No. of Recommendations: 1
FM,

Let me be clear that, contrary to my behavior in equities, I am not a "currency trader". My positions change very infrequently and are generally entered on a purely macroeconomic basis when comparing historical (and perceived future) valuations to the US dollar (my native currency).

The two primary currencies which I hold are a long term position in Swiss Francs and a more recent (couple of years old) position in Australian dollars (and a much smaller very recent position in Canadian dollars). At various times I have held opportunistic positions in a small handful of other currencies, but that's the exception rather than the rule.

The Swiss position was chosen as a stronger sister of the Euro. When I opened it a number of years ago, it paid decent interest (now it's at about 1.25%, just like here). The Aussie, on the other hand, was opened when I noticed that it had been bashed down like a whack a mole during the late 2008 (IIRC) meltdown. In addition, I repriced it about a year ago into a term account paying 8% for 5 years. While both have fluctuated over time, neither one owes me anything (especially the Aussie which has appreciated substantially (besides paying rent).

The rational is that since my primary assets are in dollars, this strategy offers a hedge as well as the geographic diversity hedging each other (as the CHF follows Europe and the AUD follows Asia). It also provides geographic diversity in another sense as they are domiciled abroad (yes, I report and pay to the IRS :-) and in the slight possibility of a catastrophe in the US financial system will protect at least a portion of my assets.

When I do my asset allocation and assessment, I do not consider these to be "cash" (that's US dollars), but rather a separate class in the sense that equities and bonds make up separate classes. While they are "fixed income", since currency translation can cut either way, they differ substantially from US fixed income vehicles.

I won't bore you with the rational I use to select specific currencies (unless you want :-), but as I have about 20% of my assets involved in this, I tend to pay a lot closer attention to currency valuations/ratios and foreign news than most.

While this strategy may not give some the "warm fuzzy felling" that it gives me, PolymerMom's alternative of foreign bond funds is another way to participate. I would, however, caution that foreign currency accounts at Everbank are NOT the same thing in the same way that a derivative is not physical gold (and in fact, they pay subpar interest anyway). Their accounts are in reality valued in USD (though they may report in terms of foreign currencies) and are domiciled in the US in order to qualify for FDIC insurance.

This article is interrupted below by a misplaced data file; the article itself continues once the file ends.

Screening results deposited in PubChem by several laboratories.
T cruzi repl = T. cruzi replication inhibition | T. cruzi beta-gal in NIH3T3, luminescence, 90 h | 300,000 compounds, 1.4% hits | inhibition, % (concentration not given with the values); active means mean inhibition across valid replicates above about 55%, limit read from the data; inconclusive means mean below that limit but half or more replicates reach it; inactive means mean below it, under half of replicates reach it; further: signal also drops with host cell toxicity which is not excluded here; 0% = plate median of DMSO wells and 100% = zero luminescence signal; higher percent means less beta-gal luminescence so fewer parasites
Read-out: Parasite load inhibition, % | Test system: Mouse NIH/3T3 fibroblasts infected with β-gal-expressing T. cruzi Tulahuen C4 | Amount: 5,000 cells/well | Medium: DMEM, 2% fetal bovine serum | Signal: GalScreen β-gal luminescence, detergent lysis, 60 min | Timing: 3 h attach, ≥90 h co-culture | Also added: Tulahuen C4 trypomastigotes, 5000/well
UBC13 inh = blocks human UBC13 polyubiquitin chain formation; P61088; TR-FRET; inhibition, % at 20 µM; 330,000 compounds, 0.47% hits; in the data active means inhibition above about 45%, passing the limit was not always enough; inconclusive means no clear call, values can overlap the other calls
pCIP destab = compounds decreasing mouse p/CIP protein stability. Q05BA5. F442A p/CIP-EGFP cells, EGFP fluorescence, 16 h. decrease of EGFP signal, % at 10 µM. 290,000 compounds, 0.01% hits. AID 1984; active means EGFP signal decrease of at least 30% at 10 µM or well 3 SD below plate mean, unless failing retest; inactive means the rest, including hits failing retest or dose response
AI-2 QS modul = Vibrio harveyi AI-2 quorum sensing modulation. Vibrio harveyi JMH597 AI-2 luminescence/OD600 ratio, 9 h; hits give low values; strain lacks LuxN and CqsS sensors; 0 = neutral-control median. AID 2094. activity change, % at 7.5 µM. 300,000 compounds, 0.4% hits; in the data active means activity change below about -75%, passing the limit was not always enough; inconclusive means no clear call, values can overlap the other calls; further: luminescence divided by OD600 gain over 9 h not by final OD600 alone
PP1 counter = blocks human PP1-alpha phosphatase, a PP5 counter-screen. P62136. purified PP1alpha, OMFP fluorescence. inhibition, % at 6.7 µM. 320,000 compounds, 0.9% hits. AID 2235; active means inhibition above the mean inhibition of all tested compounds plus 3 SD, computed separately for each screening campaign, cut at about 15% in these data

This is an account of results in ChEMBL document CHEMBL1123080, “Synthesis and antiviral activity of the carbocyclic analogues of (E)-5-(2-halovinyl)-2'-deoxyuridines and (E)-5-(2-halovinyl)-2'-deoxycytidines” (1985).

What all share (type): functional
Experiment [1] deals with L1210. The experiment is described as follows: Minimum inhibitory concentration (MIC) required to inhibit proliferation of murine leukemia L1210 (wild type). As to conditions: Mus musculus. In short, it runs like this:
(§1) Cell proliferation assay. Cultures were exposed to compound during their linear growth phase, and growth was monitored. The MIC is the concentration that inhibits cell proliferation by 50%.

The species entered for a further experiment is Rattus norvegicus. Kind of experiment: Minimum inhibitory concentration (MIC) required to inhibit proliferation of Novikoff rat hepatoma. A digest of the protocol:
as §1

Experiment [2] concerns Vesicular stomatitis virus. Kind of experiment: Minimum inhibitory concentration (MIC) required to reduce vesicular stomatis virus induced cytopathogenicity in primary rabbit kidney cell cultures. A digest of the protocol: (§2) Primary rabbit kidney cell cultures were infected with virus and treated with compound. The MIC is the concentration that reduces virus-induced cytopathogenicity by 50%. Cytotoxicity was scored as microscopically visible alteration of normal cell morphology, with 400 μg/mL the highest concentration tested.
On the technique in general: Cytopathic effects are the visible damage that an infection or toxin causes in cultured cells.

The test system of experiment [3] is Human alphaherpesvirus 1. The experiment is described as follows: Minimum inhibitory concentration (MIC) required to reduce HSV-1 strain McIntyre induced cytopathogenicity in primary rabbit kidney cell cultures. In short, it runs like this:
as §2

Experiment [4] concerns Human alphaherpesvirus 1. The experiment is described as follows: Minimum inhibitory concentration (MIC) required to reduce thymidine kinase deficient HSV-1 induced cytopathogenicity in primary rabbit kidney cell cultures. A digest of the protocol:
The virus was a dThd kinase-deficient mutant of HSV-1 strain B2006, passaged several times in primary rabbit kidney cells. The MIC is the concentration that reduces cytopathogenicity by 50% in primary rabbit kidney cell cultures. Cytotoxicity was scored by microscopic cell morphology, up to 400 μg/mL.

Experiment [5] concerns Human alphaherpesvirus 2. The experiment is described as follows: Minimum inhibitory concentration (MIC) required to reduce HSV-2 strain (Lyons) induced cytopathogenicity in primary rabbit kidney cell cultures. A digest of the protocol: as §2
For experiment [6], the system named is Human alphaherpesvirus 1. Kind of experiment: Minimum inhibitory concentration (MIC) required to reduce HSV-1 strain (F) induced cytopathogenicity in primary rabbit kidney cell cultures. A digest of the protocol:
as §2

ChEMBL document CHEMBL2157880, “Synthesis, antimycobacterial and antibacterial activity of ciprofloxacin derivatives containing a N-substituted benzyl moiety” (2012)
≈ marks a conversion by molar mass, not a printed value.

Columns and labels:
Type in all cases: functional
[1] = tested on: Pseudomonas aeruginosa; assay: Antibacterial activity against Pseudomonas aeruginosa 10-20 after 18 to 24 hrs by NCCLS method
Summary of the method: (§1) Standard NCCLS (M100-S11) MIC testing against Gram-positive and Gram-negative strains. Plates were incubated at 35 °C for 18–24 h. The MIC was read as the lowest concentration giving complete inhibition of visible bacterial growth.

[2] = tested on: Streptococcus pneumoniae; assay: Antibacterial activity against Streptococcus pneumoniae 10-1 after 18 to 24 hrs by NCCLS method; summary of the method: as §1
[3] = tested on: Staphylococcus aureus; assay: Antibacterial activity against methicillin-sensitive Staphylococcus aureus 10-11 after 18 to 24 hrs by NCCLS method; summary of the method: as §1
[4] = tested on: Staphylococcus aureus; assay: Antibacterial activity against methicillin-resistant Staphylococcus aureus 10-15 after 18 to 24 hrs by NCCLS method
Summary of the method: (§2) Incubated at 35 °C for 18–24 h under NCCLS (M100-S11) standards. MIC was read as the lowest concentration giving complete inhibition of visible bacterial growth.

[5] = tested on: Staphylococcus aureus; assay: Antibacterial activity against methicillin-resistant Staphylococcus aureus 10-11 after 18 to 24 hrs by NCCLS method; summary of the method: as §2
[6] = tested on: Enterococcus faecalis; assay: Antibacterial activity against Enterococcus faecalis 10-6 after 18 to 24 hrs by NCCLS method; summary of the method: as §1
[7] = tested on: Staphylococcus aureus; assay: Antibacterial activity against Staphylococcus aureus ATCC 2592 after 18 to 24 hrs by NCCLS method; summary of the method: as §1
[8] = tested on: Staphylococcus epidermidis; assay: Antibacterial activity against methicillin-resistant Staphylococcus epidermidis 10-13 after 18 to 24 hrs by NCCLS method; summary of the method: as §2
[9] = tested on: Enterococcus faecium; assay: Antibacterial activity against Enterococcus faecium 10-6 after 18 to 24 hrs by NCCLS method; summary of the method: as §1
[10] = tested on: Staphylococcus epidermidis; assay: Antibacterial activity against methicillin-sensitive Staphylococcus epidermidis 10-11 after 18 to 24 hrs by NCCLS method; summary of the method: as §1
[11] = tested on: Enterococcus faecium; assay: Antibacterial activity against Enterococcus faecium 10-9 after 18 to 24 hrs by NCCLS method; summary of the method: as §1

In any case, while I have opportunistically used currency ratios to point me towards trading actions in the US (which have ranged from shorting the Euro, entering TBT for short periods, buying/selling gold and so on), if you think that you are bucking big boys with deep pockets when you trade stocks, wait till you see who the competition is in currencies :-)

Be VERY careful to backtest your models as it is too easy to make an assumption about currency movements over a short period of time when they may be influenced by specific political or economic pressures. An easy example is the movement of the Euro against the Swiss Franc. Over long periods of time, the Swiss Central Bank has bought Euros in order to keep the CHF low. Once in a while, they stop for a bit and the currency ratios can swing a lot. Then they may start buying again (without notice) and the pendulum swings back. The apparent cyclical graph is purely based on one party’s philosophy (and ability to maintain the burn rate required) and if things change, all of a sudden stuff happens that is outside of the model. In reality, this condition is the “norm” except that most times the ratio is contrived by a central bank. Not understanding these relationships can spoil your whole day on occasion.

Currencies can swing violently for short periods of time and I have decided that the most prudent action on my part is to choose a strategy that is likely to pan out over the years, rather than try to pick fights with central banks by forex trading.

OTOH, if you’re missing excitement in your life .....

Jeff
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